Dinosaurs in the mines
Often times it is shovel operators, not paleontologists, who unearth Athabasca's bitumen fossils
One fateful day about 110 million years ago, in the rainforests of what is now British Columbia, a hapless ankylosaur lost its way among the ferns and fauna and ended up in the Western Interior Seaway – a massive open waterway that stretched from the Arctic Ocean to the Gulf of Mexico. The land-based dinosaur likely drowned, was swept far out to sea and soon buried in the sediments of today’s northeastern Alberta.
It lay there for eons of geological time until the morning of March 21, 2011, when Suncor shovel operator Shawn Funk, who had been scraping back layers of overburden at the Millennium mine face, spotted the distinctive armored plating of the creature’s back. When paleontologist Donald Henderson was called in, he was blown away with what he saw.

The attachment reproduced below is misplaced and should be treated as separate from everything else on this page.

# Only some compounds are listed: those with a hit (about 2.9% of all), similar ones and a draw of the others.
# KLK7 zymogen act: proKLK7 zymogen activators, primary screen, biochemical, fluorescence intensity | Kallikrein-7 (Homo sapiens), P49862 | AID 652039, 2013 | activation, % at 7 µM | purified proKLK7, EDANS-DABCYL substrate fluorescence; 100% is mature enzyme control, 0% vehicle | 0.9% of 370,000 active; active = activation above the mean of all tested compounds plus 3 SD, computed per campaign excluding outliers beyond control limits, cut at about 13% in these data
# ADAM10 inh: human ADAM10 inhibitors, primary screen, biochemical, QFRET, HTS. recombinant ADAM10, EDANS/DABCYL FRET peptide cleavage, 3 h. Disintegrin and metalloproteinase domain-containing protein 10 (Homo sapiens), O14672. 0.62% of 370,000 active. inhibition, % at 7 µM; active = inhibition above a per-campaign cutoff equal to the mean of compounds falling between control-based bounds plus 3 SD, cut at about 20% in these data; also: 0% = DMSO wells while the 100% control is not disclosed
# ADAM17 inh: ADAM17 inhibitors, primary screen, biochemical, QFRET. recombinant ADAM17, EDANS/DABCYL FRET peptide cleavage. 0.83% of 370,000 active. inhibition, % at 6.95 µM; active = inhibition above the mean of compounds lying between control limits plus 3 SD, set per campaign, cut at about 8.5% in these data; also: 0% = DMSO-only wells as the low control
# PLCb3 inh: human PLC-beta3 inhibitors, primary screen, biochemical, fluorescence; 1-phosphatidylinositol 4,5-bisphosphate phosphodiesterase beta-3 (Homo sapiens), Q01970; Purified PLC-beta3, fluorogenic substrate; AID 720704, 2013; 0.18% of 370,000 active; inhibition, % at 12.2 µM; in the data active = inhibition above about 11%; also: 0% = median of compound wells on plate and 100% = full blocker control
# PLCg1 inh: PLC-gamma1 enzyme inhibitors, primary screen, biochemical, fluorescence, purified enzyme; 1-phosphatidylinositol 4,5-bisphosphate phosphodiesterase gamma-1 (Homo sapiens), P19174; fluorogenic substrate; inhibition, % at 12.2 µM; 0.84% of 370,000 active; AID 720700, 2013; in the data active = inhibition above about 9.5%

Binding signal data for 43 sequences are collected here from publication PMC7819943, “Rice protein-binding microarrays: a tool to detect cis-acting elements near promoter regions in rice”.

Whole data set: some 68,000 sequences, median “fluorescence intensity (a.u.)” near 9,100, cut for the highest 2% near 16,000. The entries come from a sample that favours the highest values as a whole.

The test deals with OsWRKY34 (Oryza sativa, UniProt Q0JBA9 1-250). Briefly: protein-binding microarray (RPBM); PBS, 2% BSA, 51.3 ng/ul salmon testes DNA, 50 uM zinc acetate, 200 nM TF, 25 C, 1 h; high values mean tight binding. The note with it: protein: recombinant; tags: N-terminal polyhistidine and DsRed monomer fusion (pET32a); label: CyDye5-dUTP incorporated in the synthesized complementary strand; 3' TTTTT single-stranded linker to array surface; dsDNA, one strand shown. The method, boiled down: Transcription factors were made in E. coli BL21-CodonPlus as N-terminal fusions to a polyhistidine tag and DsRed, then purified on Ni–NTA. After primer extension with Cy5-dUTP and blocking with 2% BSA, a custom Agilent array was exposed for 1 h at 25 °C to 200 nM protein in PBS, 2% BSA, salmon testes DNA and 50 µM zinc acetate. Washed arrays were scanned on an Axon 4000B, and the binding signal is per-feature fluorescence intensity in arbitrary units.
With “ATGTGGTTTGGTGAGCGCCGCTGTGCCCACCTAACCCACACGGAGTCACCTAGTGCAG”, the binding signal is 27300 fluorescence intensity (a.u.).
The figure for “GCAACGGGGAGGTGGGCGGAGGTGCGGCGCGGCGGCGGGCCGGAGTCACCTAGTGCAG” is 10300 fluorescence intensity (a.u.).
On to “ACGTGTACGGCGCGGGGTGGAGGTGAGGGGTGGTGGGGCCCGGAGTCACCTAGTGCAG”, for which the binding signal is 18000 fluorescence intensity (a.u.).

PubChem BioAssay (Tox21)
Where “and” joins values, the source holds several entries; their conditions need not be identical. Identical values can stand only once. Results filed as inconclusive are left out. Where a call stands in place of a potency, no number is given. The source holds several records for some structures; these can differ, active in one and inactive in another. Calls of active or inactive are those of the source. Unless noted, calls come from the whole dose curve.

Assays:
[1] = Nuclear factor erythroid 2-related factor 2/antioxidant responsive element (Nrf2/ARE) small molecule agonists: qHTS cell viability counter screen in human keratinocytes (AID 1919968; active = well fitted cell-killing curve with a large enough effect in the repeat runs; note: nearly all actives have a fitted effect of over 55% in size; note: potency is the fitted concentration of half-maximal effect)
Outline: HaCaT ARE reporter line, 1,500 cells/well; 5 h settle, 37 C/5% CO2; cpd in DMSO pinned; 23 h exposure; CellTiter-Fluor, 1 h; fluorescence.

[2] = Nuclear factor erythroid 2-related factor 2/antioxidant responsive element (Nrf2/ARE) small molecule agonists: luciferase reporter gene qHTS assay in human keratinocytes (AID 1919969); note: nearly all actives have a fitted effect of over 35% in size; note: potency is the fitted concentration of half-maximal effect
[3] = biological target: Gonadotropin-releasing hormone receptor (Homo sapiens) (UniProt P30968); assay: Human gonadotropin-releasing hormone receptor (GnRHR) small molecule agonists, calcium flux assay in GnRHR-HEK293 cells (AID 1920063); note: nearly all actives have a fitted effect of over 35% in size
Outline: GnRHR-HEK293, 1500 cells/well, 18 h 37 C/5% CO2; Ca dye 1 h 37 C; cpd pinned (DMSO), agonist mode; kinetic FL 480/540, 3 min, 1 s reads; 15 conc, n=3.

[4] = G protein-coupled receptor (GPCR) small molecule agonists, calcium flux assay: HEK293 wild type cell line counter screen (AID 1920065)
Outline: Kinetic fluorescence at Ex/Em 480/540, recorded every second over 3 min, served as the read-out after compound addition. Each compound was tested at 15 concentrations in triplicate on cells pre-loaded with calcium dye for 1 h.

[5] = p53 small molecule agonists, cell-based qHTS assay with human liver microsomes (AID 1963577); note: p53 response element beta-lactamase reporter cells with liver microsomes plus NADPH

“I couldn’t believe my eyes – it was a dinosaur,” says the curator of dinosaurs at the Royal Tyrrell Museum of Paleontology (RTMP). “When we first saw the pictures we were convinced we were going to see another plesiosaur (a more commonly discovered marine reptile).” The fossil instead turned out to be one of the best preserved ankylosaurs in the world. “All the armor is in place; we’ve got skin and other soft tissues, and probably stomach contents as well,” Henderson enthuses.
It was an exciting discovery for the oil patch: Henderson says it is the only land dinosaur that’s been found in the oil sands, which is located in what was once the vast waterway. “Everything else has been ichthyosaurs or plesiosaurs, which we generally call marine reptiles [and not dinosaurs],” he says. And there may be many more discoveries to come. As oil sands activity picks up, more and more fossils are being uncovered.
Of the major fossil discoveries in the oil sands, a majority come from Syncrude pits, with two exceptions: the 2011 nodosaur came from the Suncor Millennium mine, and the December 2012 elasmosaur came from roadworks at the new Parsons Creek interchange, just north of Fort McMurray. All are from the Wabuskaw member of the Clearwater Formation.